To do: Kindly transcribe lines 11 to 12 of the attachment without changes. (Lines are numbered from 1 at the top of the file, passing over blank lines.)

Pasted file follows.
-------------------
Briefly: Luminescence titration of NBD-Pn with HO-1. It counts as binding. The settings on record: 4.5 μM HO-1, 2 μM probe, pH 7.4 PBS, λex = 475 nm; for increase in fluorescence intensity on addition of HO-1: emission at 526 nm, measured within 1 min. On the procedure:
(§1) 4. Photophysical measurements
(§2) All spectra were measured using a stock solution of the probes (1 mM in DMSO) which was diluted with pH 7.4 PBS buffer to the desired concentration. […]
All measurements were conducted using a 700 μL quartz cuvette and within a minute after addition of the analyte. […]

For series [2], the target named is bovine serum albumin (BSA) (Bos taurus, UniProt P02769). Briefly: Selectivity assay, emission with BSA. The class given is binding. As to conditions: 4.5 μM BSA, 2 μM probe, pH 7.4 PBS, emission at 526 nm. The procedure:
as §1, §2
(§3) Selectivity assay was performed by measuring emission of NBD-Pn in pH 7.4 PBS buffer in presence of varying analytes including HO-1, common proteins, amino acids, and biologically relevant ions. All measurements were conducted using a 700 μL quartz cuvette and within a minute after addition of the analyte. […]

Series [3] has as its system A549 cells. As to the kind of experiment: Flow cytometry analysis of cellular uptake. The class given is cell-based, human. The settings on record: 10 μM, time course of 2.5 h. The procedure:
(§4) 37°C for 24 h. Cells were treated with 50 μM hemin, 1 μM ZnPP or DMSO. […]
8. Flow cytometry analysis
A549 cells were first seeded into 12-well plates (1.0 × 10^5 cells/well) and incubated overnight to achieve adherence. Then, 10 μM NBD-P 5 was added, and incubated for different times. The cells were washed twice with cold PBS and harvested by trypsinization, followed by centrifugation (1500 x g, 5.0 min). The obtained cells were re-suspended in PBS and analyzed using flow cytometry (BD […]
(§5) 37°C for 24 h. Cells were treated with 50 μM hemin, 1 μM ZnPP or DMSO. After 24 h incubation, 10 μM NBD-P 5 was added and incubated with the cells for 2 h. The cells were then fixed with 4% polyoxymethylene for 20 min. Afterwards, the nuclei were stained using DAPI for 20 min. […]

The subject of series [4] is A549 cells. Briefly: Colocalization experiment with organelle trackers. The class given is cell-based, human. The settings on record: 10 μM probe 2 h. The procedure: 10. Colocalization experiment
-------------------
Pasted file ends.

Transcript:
A549 cells were first seeded into 12-well plates (1.0 × 10^5 cells/well) and incubated overnight to achieve adherence. Then, 10 μM NBD-P 5 was added, and incubated for different times. The cells were washed twice with cold PBS and harvested by trypsinization, followed by centrifugation (1500 x g, 5.0 min). The obtained cells were re-suspended in PBS and analyzed using flow cytometry (BD […]
(§5) 37°C for 24 h. Cells were treated with 50 μM hemin, 1 μM ZnPP or DMSO. After 24 h incubation, 10 μM NBD-P 5 was added and incubated with the cells for 2 h. The cells were then fixed with 4% polyoxymethylene for 20 min. Afterwards, the nuclei were stained using DAPI for 20 min. […]